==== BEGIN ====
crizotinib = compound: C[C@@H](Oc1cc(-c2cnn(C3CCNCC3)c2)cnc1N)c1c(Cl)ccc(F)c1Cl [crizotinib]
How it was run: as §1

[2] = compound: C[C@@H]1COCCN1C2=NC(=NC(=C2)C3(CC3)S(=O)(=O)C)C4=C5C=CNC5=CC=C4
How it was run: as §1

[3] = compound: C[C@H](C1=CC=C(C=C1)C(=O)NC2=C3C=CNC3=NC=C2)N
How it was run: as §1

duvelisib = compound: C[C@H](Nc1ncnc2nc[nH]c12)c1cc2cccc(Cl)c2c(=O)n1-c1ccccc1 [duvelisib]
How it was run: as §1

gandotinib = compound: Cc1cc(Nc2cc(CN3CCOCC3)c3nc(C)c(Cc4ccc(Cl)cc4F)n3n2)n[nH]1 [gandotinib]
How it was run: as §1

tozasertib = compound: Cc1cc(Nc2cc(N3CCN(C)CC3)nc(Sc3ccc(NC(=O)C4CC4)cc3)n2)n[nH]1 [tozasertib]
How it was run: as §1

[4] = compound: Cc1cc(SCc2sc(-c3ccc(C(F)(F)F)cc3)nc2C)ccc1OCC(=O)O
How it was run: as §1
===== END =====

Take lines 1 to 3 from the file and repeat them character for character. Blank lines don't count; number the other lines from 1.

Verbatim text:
crizotinib = compound: C[C@@H](Oc1cc(-c2cnn(C3CCNCC3)c2)cnc1N)c1c(Cl)ccc(F)c1Cl [crizotinib]
How it was run: as §1

[2] = compound: C[C@@H]1COCCN1C2=NC(=NC(=C2)C3(CC3)S(=O)(=O)C)C4=C5C=CNC5=CC=C4